The only way to get the lighting to look any better than it already does is to use per-pixel lighting. The OGL hardware lights are per-vertex only unless you use their values in a pixel shader. Regardless, it's still only 8 lights so it's not really viable. I don't know how you would work around that limitation even with only static lights, short of using blending or combining lights.Diedel wrote:I also tried to add OpenGL hardware lighting, but OpenGL only supports 8 lights (at least on NVidia and ATI hardware - actually this is up to the driver developer, OpenGL only demands at least eight), and D2 levels usually have a lot of static lights already, not to speak of dynamic lights during fights. So I tried to do this with a vertex shader, but there are so harsh limititations on shader programming that it looks like that will become a failure too. This is very disappointing. Hardware lighting looks quite a bit better than D2's static and dynamic lighting (particularly the latter).
I could work around that limitation for static lights, but dynamic lights render that task next to impossible.
You could calculate the intensity values per-vertex on the CPU (which D2 already does), and pass them into a vertex/pixel shader pair, which will interpolate the values per-pixel. This wouldn't be terribly difficult to slap on I would think, however it wouldn't look all that much better since the lighting data is still per-vertex (ie, putting a flare on the middle of the surface will not light it up very well compared to putting it in the corner).
Since pixel shaders have texture lookups, perhaps you could upload a texture each frame that stores light positions (dynamic lights only is best, and use vertex lighting for static lights, for both performance and level design reasons)? You'd need to pack positions into multiple pixels to maintain the needed level of accuracy. If you used four pixels per light position on a 16x16 texture, that'd give you 64 lights to loop through for each pixel (you could pass in the actual number of lights as a..oh, I forget the parameter types...fixed I think. dunno if anything less than SM3.0 will let you base your loop on a non-constant though). That's quite a few, though you can easily pass that up with more than three or four players in a multiplayer game. hrm, and another thing to consider is light intensity and color. Since light is additive, you could scale the color to an appropriate intensity and store that in a fifth pixel. If you shift the whole color value down a bit or two on the CPU and fill in those bits with overbright information, shift them back up by that amount on the GPU, you can do overbright effects without significant loss in intensity precision (Q3A achieves its overbright effect by tweaking the textures and the display's gamma curve). Maybe using three pixels for position would be sufficient, so you could keep everything in nice 4 byte sets. You'd have to test that obviously.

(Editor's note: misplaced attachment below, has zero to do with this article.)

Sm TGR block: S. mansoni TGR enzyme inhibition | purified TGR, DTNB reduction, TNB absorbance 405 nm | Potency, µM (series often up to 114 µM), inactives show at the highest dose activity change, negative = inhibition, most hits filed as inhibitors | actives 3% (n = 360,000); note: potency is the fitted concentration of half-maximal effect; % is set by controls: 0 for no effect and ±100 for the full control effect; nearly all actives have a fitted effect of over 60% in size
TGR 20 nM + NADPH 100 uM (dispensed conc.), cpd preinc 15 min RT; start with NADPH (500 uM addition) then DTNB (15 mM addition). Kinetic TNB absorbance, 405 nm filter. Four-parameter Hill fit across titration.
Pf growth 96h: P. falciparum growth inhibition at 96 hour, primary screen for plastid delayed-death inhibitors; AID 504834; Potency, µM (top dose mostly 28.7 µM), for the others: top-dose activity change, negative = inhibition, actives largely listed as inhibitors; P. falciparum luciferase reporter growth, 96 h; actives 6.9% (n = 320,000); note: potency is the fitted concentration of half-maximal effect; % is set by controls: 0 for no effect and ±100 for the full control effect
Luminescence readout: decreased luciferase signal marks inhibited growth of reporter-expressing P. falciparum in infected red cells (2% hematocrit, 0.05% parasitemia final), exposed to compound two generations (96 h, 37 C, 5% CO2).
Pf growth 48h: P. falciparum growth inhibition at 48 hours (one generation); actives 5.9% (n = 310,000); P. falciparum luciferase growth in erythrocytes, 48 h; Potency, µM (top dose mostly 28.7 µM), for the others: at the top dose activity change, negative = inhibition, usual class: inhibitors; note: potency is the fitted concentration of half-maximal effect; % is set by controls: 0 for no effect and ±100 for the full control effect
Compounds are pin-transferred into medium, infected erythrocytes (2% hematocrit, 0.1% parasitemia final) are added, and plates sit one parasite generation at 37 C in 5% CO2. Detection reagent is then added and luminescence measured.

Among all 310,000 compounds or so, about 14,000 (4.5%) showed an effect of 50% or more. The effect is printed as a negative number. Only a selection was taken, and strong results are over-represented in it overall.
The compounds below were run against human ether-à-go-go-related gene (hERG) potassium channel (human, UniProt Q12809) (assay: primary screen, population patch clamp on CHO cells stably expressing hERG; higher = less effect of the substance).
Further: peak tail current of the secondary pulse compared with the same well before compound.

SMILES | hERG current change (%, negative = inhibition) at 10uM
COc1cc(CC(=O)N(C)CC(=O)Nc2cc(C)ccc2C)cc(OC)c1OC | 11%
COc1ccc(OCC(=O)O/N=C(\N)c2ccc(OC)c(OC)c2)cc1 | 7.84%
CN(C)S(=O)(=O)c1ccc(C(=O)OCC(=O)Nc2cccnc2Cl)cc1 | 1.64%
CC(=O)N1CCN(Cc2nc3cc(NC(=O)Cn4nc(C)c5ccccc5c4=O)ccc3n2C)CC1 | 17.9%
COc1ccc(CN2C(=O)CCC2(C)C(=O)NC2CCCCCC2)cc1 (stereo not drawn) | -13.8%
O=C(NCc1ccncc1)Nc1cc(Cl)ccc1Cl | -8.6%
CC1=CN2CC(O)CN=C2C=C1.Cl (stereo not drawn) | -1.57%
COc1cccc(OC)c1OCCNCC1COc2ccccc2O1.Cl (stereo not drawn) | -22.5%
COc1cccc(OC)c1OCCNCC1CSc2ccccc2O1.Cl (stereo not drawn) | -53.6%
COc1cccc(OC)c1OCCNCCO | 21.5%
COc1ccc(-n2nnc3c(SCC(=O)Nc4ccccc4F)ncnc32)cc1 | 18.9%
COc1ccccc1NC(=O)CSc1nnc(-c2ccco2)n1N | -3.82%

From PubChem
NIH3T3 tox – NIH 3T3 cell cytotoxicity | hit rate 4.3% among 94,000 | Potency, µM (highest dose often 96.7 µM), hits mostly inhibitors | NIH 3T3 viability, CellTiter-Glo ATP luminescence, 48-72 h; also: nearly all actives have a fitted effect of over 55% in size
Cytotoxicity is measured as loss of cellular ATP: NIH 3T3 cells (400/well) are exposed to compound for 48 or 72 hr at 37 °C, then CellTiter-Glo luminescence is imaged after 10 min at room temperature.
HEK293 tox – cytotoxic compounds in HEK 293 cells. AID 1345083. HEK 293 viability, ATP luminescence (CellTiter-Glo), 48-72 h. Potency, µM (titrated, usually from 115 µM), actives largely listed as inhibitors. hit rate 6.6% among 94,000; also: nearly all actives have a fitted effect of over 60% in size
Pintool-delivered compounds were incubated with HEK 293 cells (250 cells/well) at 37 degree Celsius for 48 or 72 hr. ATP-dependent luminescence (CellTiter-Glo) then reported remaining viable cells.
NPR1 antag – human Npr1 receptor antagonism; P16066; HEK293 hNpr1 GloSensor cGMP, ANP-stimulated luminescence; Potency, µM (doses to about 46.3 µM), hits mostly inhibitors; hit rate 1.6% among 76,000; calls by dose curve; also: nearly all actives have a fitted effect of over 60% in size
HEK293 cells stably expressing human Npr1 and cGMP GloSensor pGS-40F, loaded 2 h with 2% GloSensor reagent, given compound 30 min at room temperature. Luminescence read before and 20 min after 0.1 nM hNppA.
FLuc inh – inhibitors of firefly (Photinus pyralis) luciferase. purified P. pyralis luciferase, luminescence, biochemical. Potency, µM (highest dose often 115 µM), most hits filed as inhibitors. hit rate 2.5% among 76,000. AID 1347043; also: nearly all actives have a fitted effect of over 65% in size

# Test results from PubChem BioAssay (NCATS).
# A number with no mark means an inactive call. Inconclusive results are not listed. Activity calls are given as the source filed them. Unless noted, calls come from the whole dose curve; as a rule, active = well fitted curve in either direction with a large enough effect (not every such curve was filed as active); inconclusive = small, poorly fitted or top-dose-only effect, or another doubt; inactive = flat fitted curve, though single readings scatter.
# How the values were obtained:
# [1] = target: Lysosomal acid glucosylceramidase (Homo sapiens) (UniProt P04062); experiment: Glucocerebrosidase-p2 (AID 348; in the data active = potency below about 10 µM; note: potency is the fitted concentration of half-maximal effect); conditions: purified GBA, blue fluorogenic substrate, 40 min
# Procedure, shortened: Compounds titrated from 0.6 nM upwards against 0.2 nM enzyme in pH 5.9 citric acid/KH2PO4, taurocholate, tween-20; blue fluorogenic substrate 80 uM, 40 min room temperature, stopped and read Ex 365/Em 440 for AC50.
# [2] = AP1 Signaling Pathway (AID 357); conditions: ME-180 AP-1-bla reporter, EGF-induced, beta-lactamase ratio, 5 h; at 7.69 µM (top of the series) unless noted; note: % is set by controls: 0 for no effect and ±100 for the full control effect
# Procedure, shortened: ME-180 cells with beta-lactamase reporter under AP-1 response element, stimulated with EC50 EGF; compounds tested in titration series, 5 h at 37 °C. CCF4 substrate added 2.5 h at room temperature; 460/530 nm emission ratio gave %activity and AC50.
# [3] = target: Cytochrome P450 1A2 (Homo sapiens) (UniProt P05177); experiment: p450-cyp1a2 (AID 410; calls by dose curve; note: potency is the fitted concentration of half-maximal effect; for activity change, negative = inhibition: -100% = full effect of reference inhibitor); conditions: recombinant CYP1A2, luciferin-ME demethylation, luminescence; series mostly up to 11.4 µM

And of course, since I have very little actual graphics programming experience, I have no idea how it'll perform. 256 texture samples per pixel is a lot to choke down for most video cards. It'd be a good idea to combine lights somehow. You could resort to using multiple 8x8 textures, use one texture unit for switching between them so you don't have to do any switching in your shader. Since lights on one side of a room won't necessarily affect the other side, you could separate levels into light regions through approximation of cube volume and use a different 8x8 texture for each region. It would duplicate storage (lights would frequently wind up on multiple textures), but it would guarantee constant performance since no face in a cube will see more than one 8x8 light texture.